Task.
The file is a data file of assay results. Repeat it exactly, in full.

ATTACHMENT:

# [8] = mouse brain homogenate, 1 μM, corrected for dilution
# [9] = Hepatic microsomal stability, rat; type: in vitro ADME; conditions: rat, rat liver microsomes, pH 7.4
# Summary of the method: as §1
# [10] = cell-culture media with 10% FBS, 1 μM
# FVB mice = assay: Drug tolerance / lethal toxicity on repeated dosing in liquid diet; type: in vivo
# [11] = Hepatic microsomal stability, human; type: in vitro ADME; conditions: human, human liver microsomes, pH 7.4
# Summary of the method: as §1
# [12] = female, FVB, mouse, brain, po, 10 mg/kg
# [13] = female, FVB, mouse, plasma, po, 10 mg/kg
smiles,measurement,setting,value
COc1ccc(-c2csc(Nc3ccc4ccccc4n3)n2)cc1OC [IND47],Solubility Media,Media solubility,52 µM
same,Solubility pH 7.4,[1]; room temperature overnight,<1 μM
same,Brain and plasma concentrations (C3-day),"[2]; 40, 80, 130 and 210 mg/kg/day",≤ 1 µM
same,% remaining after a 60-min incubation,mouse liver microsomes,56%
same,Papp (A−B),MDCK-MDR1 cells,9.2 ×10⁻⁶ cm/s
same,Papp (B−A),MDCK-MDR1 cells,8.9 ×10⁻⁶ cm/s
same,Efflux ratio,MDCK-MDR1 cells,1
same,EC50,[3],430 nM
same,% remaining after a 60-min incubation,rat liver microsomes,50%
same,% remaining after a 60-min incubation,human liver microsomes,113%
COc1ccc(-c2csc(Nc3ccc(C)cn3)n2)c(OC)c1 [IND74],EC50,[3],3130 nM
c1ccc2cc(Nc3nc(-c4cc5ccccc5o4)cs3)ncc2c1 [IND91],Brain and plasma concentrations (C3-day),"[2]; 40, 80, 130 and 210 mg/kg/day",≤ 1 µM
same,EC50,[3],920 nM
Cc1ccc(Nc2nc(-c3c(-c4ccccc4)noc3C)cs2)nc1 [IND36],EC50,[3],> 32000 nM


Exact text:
# [8] = mouse brain homogenate, 1 μM, corrected for dilution
# [9] = Hepatic microsomal stability, rat; type: in vitro ADME; conditions: rat, rat liver microsomes, pH 7.4
# Summary of the method: as §1
# [10] = cell-culture media with 10% FBS, 1 μM
# FVB mice = assay: Drug tolerance / lethal toxicity on repeated dosing in liquid diet; type: in vivo
# [11] = Hepatic microsomal stability, human; type: in vitro ADME; conditions: human, human liver microsomes, pH 7.4
# Summary of the method: as §1
# [12] = female, FVB, mouse, brain, po, 10 mg/kg
# [13] = female, FVB, mouse, plasma, po, 10 mg/kg
smiles,measurement,setting,value
COc1ccc(-c2csc(Nc3ccc4ccccc4n3)n2)cc1OC [IND47],Solubility Media,Media solubility,52 µM
same,Solubility pH 7.4,[1]; room temperature overnight,<1 μM
same,Brain and plasma concentrations (C3-day),"[2]; 40, 80, 130 and 210 mg/kg/day",≤ 1 µM
same,% remaining after a 60-min incubation,mouse liver microsomes,56%
same,Papp (A−B),MDCK-MDR1 cells,9.2 ×10⁻⁶ cm/s
same,Papp (B−A),MDCK-MDR1 cells,8.9 ×10⁻⁶ cm/s
same,Efflux ratio,MDCK-MDR1 cells,1
same,EC50,[3],430 nM
same,% remaining after a 60-min incubation,rat liver microsomes,50%
same,% remaining after a 60-min incubation,human liver microsomes,113%
COc1ccc(-c2csc(Nc3ccc(C)cn3)n2)c(OC)c1 [IND74],EC50,[3],3130 nM
c1ccc2cc(Nc3nc(-c4cc5ccccc5o4)cs3)ncc2c1 [IND91],Brain and plasma concentrations (C3-day),"[2]; 40, 80, 130 and 210 mg/kg/day",≤ 1 µM
same,EC50,[3],920 nM
Cc1ccc(Nc2nc(-c3c(-c4ccccc4)noc3C)cs2)nc1 [IND36],EC50,[3],> 32000 nM